He came up under the rig and found a small hole to climb into. Then he made his way down to our room and got snapped in a trap we had set for mice. He started jumping and trying to free himself and started spraying his little stinky scent everywhere. Dom was able to get him out of the house and by the time he got him outside, the little guy died. Dom buried him in a burlap sack out in our ash pit.
I had a reaction to the smell of that tiny little cutie pie. He didn’t have a full skunk smell, just the smell of onions and garlic. Within about an hour, I passed out for six hours. My body couldn’t handle his scent.
Not everyone was as repelled as I was by his scent…his mother found his scent and tried to dig him up. He was already dead, but she refused to leave the sack. She stayed on the ash pile for three days and died. It was quite heartbreaking. Simmi cried, I was upset, and Dom was disturbed. We have never witnessed such dedication as that of a mother skunk. We brought her food and tried to help, but if we got close to her she would have sprayed us.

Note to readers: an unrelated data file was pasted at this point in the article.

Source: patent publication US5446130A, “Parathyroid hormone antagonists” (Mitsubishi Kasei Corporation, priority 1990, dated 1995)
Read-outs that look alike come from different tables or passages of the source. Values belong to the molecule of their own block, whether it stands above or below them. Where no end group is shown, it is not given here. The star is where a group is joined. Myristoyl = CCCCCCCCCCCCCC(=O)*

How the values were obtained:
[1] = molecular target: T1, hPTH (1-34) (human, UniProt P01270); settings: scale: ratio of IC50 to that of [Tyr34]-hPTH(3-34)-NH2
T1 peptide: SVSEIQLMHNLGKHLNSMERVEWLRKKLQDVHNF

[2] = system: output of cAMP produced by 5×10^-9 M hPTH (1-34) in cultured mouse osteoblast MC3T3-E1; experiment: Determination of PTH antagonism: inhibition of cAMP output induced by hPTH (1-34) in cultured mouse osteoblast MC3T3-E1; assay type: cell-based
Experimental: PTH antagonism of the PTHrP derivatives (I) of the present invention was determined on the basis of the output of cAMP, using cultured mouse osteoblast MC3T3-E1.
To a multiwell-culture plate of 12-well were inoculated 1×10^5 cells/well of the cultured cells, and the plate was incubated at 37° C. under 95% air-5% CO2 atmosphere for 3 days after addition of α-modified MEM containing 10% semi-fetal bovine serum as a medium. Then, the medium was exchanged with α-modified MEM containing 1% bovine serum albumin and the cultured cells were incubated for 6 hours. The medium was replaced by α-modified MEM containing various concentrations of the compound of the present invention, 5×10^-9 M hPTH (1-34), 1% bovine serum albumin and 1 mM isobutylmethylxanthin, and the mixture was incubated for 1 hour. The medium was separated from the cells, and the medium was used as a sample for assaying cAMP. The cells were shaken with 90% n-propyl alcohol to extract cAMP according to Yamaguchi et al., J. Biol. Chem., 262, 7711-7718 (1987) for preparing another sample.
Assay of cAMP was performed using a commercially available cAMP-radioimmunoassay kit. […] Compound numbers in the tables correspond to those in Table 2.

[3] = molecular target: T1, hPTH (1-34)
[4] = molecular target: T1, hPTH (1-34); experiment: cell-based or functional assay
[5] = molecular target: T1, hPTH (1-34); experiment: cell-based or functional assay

Dom found any holes where an animal could climb into the rig and closed them up.
The mama skunk was such a beautiful little creature. I think she was still young herself because she hadn’t reached the full size of a mature skunk.
Anyway, sealing up any small holes in the rig will prevent such a tragedy from happening again.
Rehabbing the rig is going slow, but soon we’ll pick up the pace. For the last six weeks, it has been nonstop work for me with Buffalo Mountain as well as homeschooling Simmi. Not an easy task to do both fulltime. But I made it work!